Climate change also affects health through greater incidence of diarrhoeal disease, increased range and transmission activity of vector-borne diseases such as dengue and Ross River virus, food insecurity due to reduced crop yields and impacts on fish stocks, and water insecurity.2–4,6,7 Worsening drought conditions threaten food production and the viability of some rural communities.7,28 Warmer temperatures are associated with an increase in airborne allergens, which can trigger asthma, dermatitis and allergic rhinitis.29 The social and emotional costs of a changing climate and extreme weather events can significantly affect mental health.2–4,7,25

The fossil fuel emissions that drive global heating and climate change are also directly detrimental to health. Ambient (outdoor) air pollution is estimated to cause 4.2 million deaths globally30 and 2566 deaths in Australia each year.31 Air pollution causes premature morbidity and mortality by increasing rates of ischaemic heart disease, stroke death, chronic obstructive pulmonary disease, lung cancer and lower respiratory tract infections.30 Air pollution has also been associated with adverse pregnancy outcomes, including low birth weight and stillbirth. Warmer temperatures are also associated with preterm birth, low birth weight and stillbirth.32–34

Widening health inequities

Without robust adaptation and mitigation, climate change will exacerbate existing health inequities, both nationally and worldwide. Globally, people living in low- and middle-income countries will be most affected.2,6 In the Asia-Pacific region, populations most at risk include: those living on small island nations, the millions of people living in low-lying river deltas and those dependent on Himalayan ice melts for their fresh water supply.6,20,35 Forced migration and the creation of large numbers of climate refugees are expected to be among the more significant impacts of climate change.2,3,6,20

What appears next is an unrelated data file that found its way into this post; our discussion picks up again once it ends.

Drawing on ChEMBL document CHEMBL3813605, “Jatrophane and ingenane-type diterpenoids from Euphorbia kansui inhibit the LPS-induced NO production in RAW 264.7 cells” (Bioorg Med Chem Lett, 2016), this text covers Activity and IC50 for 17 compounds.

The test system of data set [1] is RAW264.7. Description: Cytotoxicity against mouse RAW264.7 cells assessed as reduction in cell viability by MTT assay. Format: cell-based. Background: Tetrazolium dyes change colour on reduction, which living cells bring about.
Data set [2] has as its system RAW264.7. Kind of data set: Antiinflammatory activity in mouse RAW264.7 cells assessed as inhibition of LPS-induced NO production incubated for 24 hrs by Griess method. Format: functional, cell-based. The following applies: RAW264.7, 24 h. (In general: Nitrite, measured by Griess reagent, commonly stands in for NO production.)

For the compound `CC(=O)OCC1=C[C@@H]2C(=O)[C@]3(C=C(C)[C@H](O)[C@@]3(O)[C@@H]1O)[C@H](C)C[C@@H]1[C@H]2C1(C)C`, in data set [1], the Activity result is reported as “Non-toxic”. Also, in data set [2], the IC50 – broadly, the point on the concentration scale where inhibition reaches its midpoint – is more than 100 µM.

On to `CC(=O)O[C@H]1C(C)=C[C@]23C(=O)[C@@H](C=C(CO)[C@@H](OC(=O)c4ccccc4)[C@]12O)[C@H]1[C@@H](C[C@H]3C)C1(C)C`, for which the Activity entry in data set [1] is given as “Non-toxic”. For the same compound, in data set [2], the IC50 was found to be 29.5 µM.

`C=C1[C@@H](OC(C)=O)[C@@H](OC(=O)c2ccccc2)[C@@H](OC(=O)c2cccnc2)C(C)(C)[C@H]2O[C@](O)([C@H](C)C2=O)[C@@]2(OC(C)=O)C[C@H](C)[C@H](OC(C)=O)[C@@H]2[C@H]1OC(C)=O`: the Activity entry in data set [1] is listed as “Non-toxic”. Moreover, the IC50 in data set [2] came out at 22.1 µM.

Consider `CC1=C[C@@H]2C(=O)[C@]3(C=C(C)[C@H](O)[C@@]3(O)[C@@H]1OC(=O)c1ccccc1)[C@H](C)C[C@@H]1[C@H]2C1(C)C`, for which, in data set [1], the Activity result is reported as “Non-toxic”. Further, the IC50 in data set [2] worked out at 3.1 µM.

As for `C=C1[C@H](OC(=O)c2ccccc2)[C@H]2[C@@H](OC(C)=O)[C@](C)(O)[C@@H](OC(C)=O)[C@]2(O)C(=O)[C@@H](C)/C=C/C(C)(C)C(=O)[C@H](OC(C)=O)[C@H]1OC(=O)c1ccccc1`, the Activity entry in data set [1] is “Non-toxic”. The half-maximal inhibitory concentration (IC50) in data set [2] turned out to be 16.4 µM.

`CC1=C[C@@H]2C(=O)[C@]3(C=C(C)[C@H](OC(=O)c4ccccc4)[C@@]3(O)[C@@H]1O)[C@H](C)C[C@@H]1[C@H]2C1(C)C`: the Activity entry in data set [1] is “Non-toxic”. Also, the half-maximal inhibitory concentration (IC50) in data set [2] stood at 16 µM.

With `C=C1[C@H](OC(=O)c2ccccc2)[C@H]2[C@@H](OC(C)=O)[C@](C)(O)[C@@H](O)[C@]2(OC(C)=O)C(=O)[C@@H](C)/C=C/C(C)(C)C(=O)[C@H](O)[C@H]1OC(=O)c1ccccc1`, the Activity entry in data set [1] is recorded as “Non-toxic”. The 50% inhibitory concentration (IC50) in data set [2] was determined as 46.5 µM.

In Australia, Aboriginal and Torres Strait Islander communities in remote locations are among those most at risk. Australia’s First Nations peoples have proved to be highly resilient in adapting to changing environmental conditions. However, remoteness, poor-quality housing, limited access to healthcare services and the persistence of health inequities increase the vulnerability of many Aboriginal and Torres Strait Islander individuals and communities to the health impacts of climate change. The changing climate threatens to displace communities and disrupt connections to traditional lands of cultural significance.3,7,21,28,36,37 Remote Aboriginal communities in arid regions are facing severe heat and water stress and struggling to cool water sufficiently to run dialysis machines.38,39

Cutting carbon emissions

The health impacts of climate change that have been experienced to date have occurred at 1.1 °C of average global heating above the pre-industrial era.40,41 Many of the impacts of global heating are occurring earlier than predicted, and there is evidence that global heating may be accelerating.5,40–42 We may already have breached the planetary boundaries that define the safe operating space for humanity.43–45 If we remain on our current ‘business-as-usual’ emissions trajectory, global heating is likely to have exceeded 4 °C by 2100.20 The potential for largescale disruption to the planetary and ecosystem services that act as life-support systems for human health and development has been described as an existential threat.42,46,47 Altered planetary conditions combined with direct disruption to health infrastructure and services would profoundly transform the practice of medicine.6,46

The internationally agreed goal has been to limit warming to 1.5 °C.48 Limiting average global heating to 1.5 °C, compared with 2 °C, could reduce the number of people exposed to climate risks by several hundred million by 2050. It is uncertain whether achieving net zero emissions by 2050 will be sufficient to limit global heating to 1.5 °C.5 To avert the imminent health risks posed by climate change, the World Medical Association and British Medical Association have advocated for the adoption of a target of net zero emissions by 2030.49,50 Australia’s per capita emissions rank among the highest in the world,51 and Australia continues to be one of the world’s largest exporters of coal.52 An urgent reduction in greenhouse gas emissions is needed, in Australia and globally, to mitigate the potentially catastrophic impacts of climate change on human health.2,5,6,42 Rapid decarbonisation should include targeted support for low-income households and communities that are economically dependent on the fossil fuel industry.53